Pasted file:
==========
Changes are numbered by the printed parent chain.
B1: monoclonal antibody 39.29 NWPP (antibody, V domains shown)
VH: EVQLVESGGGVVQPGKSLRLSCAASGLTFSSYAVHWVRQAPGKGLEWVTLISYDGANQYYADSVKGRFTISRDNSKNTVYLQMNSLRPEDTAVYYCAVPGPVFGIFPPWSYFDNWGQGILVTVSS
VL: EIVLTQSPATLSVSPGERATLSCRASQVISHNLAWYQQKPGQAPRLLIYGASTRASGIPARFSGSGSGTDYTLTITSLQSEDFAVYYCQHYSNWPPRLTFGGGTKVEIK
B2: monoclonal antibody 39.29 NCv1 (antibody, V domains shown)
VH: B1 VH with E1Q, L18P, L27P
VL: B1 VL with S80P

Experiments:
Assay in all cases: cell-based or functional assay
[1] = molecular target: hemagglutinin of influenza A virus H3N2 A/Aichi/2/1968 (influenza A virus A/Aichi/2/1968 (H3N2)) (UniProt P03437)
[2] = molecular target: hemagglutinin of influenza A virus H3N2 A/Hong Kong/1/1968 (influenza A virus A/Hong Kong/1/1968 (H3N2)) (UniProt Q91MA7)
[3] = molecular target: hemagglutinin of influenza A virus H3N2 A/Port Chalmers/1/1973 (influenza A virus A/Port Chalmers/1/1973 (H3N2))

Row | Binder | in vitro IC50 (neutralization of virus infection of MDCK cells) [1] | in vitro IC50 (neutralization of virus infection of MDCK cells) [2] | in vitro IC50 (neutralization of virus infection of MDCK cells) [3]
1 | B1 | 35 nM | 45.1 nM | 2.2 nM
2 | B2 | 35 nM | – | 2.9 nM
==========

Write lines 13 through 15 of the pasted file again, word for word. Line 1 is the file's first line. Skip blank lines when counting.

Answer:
Row | Binder | in vitro IC50 (neutralization of virus infection of MDCK cells) [1] | in vitro IC50 (neutralization of virus infection of MDCK cells) [2] | in vitro IC50 (neutralization of virus infection of MDCK cells) [3]
1 | B1 | 35 nM | 45.1 nM | 2.2 nM
2 | B2 | 35 nM | – | 2.9 nM